Creative

Folkestone Triennial 2021 The Plot – The Artists

Creative Folkestone’s flagship arts festival the Folkestone Triennial has returned for its fifth outing.  Since 2008 the town has become a public art gallery with routes to explore across Folkestone.  Some of the artworks remain and there are over 74 permanent exhibits to view alongside 2021’s new additions.  The theme is The Plot and Folkestone’s famous children – St Eanswythe and William Harvey inspire two of the three routes around town. The festival has already received rave reviews in Harper’s Bazaar, The London Evening Standard and a guide to the best bars and restaurants in town from The Guardian if you’re planning your visit. Folkelife hears from some of the artists about the inspiration for their works.

Lewis Biggs – Curator

Lewis Biggs has curated 3 out of the first 5 Triennials, this being his third.  The theme is The Plot.  Lewis doesn’t really like telling people what to think about the artworks.  He feels it’s more important for visitors to make up their own minds as to what they like and don’t like.  But there is a little bit of guidance from him to set you off on your routes around the town:

The Plot contains two directions; storytelling and narrative, and the other is materiality.  There is always a story behind an artwork which is important to discover.  It’s also important to understand why the artist used the materials they did.  Think of materials as body language when you come to artworks.  Generally speaking, because our bodies are so good at picking up body language, what what the artwork says to us in body language is a feeling. We feel the artwork and that’s really important as a counterpart to whatever the story is that we’re being told.”

the themes

“The exhibition is divided into three blocks, which become three routes across town.  Each has a story attached to it.  St Eanswythe’s Way refers to Folkestone’s Saxon and medieval past.  St Eanswythe was a nun who lived in the town and became a saint for various reasons, but one of her miracles was she ‘made water run up hill’.  Her bones are still in the parish church here, and have been confirmed as dating from the 7th Century.  This means that Folkestone holds the relics of the oldest saint in Britain. The water course that her miracle refers to runs from the valley into the Bayle – the oldest part of the town – and I’m asking people to walk this route and feel something of what it does for our urban environment.

William Harvey

“The second route refers to another of Folkestone’s famous children – William Harvey.  He was a Royal Physician born in the late 1500s and he discovered the circulation of the blood in the body.  His route reflects this enlightened moment and in itself helps us ‘circulate’ around the town in discovering the artworks linked to him.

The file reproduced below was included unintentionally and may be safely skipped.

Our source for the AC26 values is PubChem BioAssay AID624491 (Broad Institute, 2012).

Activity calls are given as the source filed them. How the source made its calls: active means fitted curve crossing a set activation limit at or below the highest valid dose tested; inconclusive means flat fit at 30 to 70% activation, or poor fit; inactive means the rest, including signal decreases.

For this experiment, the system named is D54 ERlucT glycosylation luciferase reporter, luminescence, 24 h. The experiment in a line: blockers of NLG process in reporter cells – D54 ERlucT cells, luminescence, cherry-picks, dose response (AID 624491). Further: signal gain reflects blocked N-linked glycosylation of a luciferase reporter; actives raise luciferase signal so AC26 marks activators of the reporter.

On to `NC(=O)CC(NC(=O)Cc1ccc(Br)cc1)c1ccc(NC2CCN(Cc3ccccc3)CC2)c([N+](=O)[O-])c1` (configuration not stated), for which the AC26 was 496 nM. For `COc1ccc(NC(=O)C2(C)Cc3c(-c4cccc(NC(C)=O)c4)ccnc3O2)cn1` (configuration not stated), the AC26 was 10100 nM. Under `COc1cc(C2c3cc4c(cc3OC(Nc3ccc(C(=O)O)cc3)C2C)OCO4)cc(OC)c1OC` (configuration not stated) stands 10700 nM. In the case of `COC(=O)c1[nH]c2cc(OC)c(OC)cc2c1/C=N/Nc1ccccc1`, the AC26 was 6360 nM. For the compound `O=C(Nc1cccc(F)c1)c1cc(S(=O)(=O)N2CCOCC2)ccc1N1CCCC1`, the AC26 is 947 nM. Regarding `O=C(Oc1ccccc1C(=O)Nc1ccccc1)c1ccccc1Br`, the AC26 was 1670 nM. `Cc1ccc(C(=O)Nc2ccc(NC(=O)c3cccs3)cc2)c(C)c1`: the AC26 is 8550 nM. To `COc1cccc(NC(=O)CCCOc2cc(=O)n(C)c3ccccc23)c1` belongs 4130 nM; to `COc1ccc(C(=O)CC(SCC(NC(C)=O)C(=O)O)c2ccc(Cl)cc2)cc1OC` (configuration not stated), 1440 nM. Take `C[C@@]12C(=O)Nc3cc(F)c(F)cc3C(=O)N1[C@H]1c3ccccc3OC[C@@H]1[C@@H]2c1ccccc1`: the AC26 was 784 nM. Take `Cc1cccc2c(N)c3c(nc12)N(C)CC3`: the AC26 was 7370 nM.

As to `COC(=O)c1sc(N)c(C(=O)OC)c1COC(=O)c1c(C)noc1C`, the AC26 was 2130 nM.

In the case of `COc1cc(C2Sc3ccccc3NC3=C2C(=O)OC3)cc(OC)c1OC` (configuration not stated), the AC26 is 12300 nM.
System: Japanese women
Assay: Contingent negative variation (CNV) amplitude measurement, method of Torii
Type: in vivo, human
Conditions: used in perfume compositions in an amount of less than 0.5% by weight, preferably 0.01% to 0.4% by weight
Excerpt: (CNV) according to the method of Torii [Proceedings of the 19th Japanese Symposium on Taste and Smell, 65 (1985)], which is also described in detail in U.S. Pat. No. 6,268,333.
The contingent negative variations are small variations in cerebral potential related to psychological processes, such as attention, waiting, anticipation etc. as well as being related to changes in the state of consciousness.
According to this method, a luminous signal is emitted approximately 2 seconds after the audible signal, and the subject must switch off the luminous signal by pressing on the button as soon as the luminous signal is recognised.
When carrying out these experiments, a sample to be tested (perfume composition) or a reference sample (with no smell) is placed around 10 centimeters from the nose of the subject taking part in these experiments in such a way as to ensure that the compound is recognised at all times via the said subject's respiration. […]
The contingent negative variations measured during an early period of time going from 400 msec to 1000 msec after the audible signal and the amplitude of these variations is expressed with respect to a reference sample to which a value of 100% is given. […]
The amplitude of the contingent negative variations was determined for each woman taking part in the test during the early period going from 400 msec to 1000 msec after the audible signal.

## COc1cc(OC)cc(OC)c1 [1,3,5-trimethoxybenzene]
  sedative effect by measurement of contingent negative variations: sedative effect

“The third route is The Milky Way.  This refers to the name given to Foord Road, the route from the harbour to the gasworks.  The heavy carts would lug coal from the harbour up through town dropping detritus on the streets.  In order to weigh the carts down on their return they were loaded with chalk, and thus dropped white dust on the route to the sea.  The road became stained with white and black dust and someone named it The Milky Way.  It’s a fit of poetic license, but it is rather beautiful, and a reference to Folkestone’s industrial moment.   Folkestone was never an industrial town, but from the addition of the railways it has always been about moving people from one place to another. 

“The first published rail and ferry timetable was taking people from Folkestone to Boulogne in France.  If you were going from London to Paris you went through Folkestone.  If you were a sack of potatoes, you went through Dover.  There’s more hanging around at Dover and Folkestone is quicker and far more picturesque!”

Atta Kwami Credit Tom Bishop Photography
Mike Stubbs Credit Tom Bishop Photography
Rana Begum Huts Credit Tom Bishop Photography
Patrick Corillon The Source
Shezad Dawood The Terrarium
Gilbert and George Credit Tom Bishop Photography
Morag Myerscough Credit Andy Aitchison

the terrarium

Artist Shezad Dawood has created a virtual reality artwork establishing viewers in a world 300 years from now.  The sea levels have risen and you move through an underwater world as an octopuseque creature with pincers.  UP Projects commissioned the work, having worked on the 2014 Triennial commissioning Pablo Bronstein’s Beach Hut.  The score is by Graham Fitkin, and you have a choice as to how the experience ends.  Book your VR tour and visit the Sassoon Gallery in Folkestone Library on Grace Hill.

Gilbert and george

There’s a first for Creative Folkestone’s 2021 Triennial in that it exhibits 6 pieces by Gilbert and George.  These artists have never exhibited outside before, always in an art gallery. So Folkestone is proud to show off 6 different pictures as billboard images in 5 locations around the town.  Their work is ‘routed in real life’ and what better way to show that than to exhibit it where people are living.  Two pictures help depict the circulation of blood and stand behind the William Harvey statue just off The Leas.  They show the ‘mapping’ of blood cells moving through the veins and arteries and represent this idea in another picture showing the city through the mapping of streets and blocks of housing.

The Gasworks site

There are three artists exhibiting at the old Gasworks site on Foord Road. Jyll Bradley’s Green/Light was commissioned for the 2014 Creative Folkestone Triennial.  It’s a series of aluminium poles and green acrylic sheets that light up.  They’re planted as a hop field, with a nod to Kent’s tradition of hop growing, and this has been included again in this year’s exhibition.  There are two other artworks on the site which has been opened up to visitors.  This area has been cordoned off for over 50 years so these artworks allow the space to be experienced again by the public.